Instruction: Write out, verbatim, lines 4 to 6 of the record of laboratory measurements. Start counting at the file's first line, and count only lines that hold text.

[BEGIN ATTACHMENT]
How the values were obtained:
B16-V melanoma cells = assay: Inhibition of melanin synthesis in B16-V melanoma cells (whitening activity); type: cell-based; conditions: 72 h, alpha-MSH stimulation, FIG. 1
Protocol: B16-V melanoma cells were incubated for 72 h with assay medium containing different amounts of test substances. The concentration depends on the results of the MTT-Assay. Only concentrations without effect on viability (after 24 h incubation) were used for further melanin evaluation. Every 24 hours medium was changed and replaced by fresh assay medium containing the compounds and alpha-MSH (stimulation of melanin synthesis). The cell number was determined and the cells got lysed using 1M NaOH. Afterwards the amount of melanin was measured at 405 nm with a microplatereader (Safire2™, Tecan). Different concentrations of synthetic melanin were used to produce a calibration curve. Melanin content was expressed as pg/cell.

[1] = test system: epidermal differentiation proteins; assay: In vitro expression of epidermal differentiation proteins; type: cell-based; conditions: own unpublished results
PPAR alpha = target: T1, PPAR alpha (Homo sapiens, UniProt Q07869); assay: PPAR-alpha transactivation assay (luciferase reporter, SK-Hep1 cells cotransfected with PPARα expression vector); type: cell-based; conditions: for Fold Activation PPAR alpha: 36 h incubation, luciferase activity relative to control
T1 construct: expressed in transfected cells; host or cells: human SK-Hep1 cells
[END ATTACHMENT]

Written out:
[1] = test system: epidermal differentiation proteins; assay: In vitro expression of epidermal differentiation proteins; type: cell-based; conditions: own unpublished results
PPAR alpha = target: T1, PPAR alpha (Homo sapiens, UniProt Q07869); assay: PPAR-alpha transactivation assay (luciferase reporter, SK-Hep1 cells cotransfected with PPARα expression vector); type: cell-based; conditions: for Fold Activation PPAR alpha: 36 h incubation, luciferase activity relative to control
T1 construct: expressed in transfected cells; host or cells: human SK-Hep1 cells